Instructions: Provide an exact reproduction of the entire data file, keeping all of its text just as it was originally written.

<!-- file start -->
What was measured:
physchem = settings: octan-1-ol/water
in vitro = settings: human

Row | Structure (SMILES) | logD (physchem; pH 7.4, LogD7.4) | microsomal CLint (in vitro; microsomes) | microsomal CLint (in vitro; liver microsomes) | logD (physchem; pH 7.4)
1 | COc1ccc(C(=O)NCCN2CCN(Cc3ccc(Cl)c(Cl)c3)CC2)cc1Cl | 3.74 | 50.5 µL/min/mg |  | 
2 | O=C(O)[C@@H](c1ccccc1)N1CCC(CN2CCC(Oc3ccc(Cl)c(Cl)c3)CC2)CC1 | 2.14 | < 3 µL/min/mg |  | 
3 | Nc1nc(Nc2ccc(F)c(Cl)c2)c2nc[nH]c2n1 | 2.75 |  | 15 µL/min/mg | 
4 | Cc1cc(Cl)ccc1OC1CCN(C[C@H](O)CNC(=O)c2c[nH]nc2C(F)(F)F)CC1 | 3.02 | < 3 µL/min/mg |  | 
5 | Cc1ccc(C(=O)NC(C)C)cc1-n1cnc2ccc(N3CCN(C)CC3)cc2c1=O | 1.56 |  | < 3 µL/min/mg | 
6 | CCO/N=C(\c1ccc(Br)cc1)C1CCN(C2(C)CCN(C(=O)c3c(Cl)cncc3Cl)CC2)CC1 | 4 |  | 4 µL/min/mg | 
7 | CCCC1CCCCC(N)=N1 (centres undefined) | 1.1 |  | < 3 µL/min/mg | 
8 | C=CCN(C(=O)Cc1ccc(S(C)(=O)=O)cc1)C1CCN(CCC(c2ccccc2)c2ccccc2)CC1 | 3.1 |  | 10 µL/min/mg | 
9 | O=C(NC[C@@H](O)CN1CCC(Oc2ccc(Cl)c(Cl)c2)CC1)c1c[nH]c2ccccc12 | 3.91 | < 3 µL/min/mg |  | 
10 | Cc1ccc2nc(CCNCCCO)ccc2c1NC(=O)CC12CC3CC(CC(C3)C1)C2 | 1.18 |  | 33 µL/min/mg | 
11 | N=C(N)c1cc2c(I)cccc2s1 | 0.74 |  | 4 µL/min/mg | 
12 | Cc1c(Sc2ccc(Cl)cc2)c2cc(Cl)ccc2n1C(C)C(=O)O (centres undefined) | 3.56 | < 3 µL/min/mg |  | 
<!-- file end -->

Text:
What was measured:
physchem = settings: octan-1-ol/water
in vitro = settings: human

Row | Structure (SMILES) | logD (physchem; pH 7.4, LogD7.4) | microsomal CLint (in vitro; microsomes) | microsomal CLint (in vitro; liver microsomes) | logD (physchem; pH 7.4)
1 | COc1ccc(C(=O)NCCN2CCN(Cc3ccc(Cl)c(Cl)c3)CC2)cc1Cl | 3.74 | 50.5 µL/min/mg |  | 
2 | O=C(O)[C@@H](c1ccccc1)N1CCC(CN2CCC(Oc3ccc(Cl)c(Cl)c3)CC2)CC1 | 2.14 | < 3 µL/min/mg |  | 
3 | Nc1nc(Nc2ccc(F)c(Cl)c2)c2nc[nH]c2n1 | 2.75 |  | 15 µL/min/mg | 
4 | Cc1cc(Cl)ccc1OC1CCN(C[C@H](O)CNC(=O)c2c[nH]nc2C(F)(F)F)CC1 | 3.02 | < 3 µL/min/mg |  | 
5 | Cc1ccc(C(=O)NC(C)C)cc1-n1cnc2ccc(N3CCN(C)CC3)cc2c1=O | 1.56 |  | < 3 µL/min/mg | 
6 | CCO/N=C(\c1ccc(Br)cc1)C1CCN(C2(C)CCN(C(=O)c3c(Cl)cncc3Cl)CC2)CC1 | 4 |  | 4 µL/min/mg | 
7 | CCCC1CCCCC(N)=N1 (centres undefined) | 1.1 |  | < 3 µL/min/mg | 
8 | C=CCN(C(=O)Cc1ccc(S(C)(=O)=O)cc1)C1CCN(CCC(c2ccccc2)c2ccccc2)CC1 | 3.1 |  | 10 µL/min/mg | 
9 | O=C(NC[C@@H](O)CN1CCC(Oc2ccc(Cl)c(Cl)c2)CC1)c1c[nH]c2ccccc12 | 3.91 | < 3 µL/min/mg |  | 
10 | Cc1ccc2nc(CCNCCCO)ccc2c1NC(=O)CC12CC3CC(CC(C3)C1)C2 | 1.18 |  | 33 µL/min/mg | 
11 | N=C(N)c1cc2c(I)cccc2s1 | 0.74 |  | 4 µL/min/mg | 
12 | Cc1c(Sc2ccc(Cl)cc2)c2cc(Cl)ccc2n1C(C)C(=O)O (centres undefined) | 3.56 | < 3 µL/min/mg |  | 